Gap Insurance

Thomas Simeone Sheds Light on Gap Insurance

On average, the value of a vehicle depreciates between 15 and 25 percent every year. New cars lose as much as 11 percent of their value the moment they leave the car lot. If you get in an accident, you could end up owing more money on your car loan that the vehicle is worth.

In a recent article with cheapcarinsurance.net, Thomas Simeone explained that you have to keep making payments on your car, even if it is totaled in an accident.

“In other words, the loan is still an obligation,” he said, “even if the car is wrecked.”

With careful planning, you can protect your finances and avoid paying the “gap” in the event of a serious car wreck.

How Gap Insurance Can Help

If you have Gap Insurance, you may be able to avoid paying the remainder of the loan. In order to use your Gap Insurance, you must provide the insurer with documentation that the insurance proceeds equal less than the amount owed on the vehicle.

“You will not see any money,” Simeone said, “but the loan will be paid in full.”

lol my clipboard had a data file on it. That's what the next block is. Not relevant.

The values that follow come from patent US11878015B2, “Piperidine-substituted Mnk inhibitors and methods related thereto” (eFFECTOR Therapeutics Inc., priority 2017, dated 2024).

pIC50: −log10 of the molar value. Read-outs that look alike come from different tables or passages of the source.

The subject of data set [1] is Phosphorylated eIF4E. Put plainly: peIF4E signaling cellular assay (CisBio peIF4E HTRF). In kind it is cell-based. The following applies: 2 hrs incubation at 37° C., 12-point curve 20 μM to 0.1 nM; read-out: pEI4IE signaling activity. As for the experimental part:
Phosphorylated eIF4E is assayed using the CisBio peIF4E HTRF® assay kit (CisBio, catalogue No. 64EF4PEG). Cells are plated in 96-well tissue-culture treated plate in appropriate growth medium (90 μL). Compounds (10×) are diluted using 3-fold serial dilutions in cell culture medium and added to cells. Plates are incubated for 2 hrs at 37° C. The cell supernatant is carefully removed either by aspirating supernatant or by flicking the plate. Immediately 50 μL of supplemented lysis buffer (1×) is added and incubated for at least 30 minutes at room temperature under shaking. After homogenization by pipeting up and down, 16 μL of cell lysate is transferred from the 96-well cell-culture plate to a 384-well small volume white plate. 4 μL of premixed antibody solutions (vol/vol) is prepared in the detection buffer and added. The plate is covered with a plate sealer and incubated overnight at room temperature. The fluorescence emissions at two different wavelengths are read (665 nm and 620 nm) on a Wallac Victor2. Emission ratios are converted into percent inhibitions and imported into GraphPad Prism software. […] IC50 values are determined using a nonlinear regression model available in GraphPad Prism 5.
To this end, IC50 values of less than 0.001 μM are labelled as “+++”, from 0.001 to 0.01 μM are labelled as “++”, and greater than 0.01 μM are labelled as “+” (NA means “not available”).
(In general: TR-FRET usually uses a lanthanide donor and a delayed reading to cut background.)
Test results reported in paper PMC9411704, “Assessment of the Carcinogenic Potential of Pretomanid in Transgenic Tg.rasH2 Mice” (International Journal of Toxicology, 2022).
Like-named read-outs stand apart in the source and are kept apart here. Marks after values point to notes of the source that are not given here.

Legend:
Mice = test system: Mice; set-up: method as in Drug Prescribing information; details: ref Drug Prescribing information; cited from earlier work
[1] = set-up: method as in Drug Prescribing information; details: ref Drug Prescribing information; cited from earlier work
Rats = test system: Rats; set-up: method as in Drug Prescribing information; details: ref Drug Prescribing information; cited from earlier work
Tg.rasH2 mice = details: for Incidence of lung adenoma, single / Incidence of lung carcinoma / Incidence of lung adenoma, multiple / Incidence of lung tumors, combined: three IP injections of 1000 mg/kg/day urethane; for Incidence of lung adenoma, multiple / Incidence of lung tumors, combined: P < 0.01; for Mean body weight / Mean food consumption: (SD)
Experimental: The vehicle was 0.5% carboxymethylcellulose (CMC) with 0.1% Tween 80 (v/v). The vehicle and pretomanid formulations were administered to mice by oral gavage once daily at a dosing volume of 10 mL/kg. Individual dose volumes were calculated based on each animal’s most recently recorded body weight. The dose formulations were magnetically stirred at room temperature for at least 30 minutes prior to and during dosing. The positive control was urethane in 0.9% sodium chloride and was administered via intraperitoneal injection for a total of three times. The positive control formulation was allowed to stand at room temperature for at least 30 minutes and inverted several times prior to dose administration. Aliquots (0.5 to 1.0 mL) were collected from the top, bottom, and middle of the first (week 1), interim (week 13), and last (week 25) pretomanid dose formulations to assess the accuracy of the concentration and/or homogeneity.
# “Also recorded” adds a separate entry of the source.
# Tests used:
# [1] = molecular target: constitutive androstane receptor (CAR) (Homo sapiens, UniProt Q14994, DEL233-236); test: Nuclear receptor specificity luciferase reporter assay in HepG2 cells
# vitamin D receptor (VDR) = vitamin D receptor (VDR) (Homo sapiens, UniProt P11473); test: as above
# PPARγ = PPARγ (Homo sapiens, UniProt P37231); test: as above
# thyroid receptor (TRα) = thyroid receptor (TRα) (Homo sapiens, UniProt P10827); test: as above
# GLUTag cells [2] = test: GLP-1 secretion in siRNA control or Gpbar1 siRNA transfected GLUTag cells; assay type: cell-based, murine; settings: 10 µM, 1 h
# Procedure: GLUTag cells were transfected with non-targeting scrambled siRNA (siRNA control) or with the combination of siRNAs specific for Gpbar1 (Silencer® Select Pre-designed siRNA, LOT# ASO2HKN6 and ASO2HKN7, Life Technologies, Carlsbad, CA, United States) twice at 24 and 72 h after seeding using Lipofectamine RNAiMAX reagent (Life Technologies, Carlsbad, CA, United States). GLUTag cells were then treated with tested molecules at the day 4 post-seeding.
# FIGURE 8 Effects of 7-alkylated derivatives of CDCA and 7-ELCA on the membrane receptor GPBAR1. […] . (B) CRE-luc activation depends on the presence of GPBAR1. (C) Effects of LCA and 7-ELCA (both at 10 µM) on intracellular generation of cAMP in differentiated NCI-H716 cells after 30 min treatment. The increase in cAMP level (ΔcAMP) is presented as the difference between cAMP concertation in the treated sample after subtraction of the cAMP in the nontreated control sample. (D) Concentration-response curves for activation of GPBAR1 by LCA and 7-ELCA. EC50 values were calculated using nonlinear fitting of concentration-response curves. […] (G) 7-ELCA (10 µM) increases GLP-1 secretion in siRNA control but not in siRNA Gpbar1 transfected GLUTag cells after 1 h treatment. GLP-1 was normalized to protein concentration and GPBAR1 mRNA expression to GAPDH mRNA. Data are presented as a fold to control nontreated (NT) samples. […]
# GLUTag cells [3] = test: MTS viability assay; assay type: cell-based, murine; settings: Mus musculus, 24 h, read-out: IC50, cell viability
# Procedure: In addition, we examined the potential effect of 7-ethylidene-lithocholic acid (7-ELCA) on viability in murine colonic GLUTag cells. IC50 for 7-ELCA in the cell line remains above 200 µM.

Paying for Gap Insurance

Gap Insurance can cost up to $1,000, but there are many ways to cover yourself. You can purchase coverage from a car dealership, which allows you to roll the cost into your auto loan. Many people are not disciplined enough to set aside funds for Gap Insurance, so the increased cost may be worth the convenience for many drivers.

A cheaper option is purchasing Gap Insurance through a credit union. In some cases, you can purchase Gap Insurance simply by increasing your monthly or yearly car insurance payments.

Is Gap Insurance right for you?

Gap Insurance isn’t for everyone. To protect your finances without Gap Insurance, consider setting aside enough money to cover the outstanding portion of your auto loan in the event of a serious accident. You can also save enough money for a significant down payment, reducing the value of your auto loan and the need for Gap Insurance.

Simply put, Simeone explained, Gap Insurance is a good option for drivers how can’t afford the a substantial down payment or won’t be able to cover the gap if they lose their vehicle in an accident.

“If you have the money,” he said, “either put it down or, if you want to hold onto it at time of purchase, know that you will have to pay a gap if you have an accident.”